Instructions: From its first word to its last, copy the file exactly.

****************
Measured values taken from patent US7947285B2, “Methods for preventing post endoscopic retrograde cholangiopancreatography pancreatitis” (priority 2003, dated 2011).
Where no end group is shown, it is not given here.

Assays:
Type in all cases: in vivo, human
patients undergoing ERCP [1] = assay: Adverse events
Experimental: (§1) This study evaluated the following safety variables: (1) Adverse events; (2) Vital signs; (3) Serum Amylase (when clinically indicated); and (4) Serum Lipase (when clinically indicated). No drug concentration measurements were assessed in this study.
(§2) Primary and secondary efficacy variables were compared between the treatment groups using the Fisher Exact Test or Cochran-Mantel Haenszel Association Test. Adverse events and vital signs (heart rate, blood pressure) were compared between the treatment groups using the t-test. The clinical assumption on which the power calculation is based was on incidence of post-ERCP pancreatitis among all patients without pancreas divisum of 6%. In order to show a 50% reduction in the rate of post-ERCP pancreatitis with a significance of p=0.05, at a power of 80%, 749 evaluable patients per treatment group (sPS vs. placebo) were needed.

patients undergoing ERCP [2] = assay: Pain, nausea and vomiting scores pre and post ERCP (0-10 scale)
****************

Measured values taken from patent US7947285B2, “Methods for preventing post endoscopic retrograde cholangiopancreatography pancreatitis” (priority 2003, dated 2011).
Where no end group is shown, it is not given here.

Assays:
Type in all cases: in vivo, human
patients undergoing ERCP [1] = assay: Adverse events
Experimental: (§1) This study evaluated the following safety variables: (1) Adverse events; (2) Vital signs; (3) Serum Amylase (when clinically indicated); and (4) Serum Lipase (when clinically indicated). No drug concentration measurements were assessed in this study.
(§2) Primary and secondary efficacy variables were compared between the treatment groups using the Fisher Exact Test or Cochran-Mantel Haenszel Association Test. Adverse events and vital signs (heart rate, blood pressure) were compared between the treatment groups using the t-test. The clinical assumption on which the power calculation is based was on incidence of post-ERCP pancreatitis among all patients without pancreas divisum of 6%. In order to show a 50% reduction in the rate of post-ERCP pancreatitis with a significance of p=0.05, at a power of 80%, 749 evaluable patients per treatment group (sPS vs. placebo) were needed.

patients undergoing ERCP [2] = assay: Pain, nausea and vomiting scores pre and post ERCP (0-10 scale)